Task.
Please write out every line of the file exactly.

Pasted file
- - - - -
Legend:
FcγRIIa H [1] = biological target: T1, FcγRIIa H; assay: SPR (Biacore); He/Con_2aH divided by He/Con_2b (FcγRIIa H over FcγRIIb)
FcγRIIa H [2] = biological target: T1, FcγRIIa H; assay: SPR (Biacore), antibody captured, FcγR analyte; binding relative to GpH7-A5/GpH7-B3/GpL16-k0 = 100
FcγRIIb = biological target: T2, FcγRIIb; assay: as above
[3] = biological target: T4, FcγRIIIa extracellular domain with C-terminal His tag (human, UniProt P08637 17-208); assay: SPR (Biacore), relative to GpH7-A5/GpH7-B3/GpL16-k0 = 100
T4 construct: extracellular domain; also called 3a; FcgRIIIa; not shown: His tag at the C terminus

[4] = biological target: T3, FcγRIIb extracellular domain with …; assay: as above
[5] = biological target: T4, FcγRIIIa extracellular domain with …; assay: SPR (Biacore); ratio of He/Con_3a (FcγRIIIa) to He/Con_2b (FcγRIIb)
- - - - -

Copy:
Legend:
FcγRIIa H [1] = biological target: T1, FcγRIIa H; assay: SPR (Biacore); He/Con_2aH divided by He/Con_2b (FcγRIIa H over FcγRIIb)
FcγRIIa H [2] = biological target: T1, FcγRIIa H; assay: SPR (Biacore), antibody captured, FcγR analyte; binding relative to GpH7-A5/GpH7-B3/GpL16-k0 = 100
FcγRIIb = biological target: T2, FcγRIIb; assay: as above
[3] = biological target: T4, FcγRIIIa extracellular domain with C-terminal His tag (human, UniProt P08637 17-208); assay: SPR (Biacore), relative to GpH7-A5/GpH7-B3/GpL16-k0 = 100
T4 construct: extracellular domain; also called 3a; FcgRIIIa; not shown: His tag at the C terminus

[4] = biological target: T3, FcγRIIb extracellular domain with …; assay: as above
[5] = biological target: T4, FcγRIIIa extracellular domain with …; assay: SPR (Biacore); ratio of He/Con_3a (FcγRIIIa) to He/Con_2b (FcγRIIb)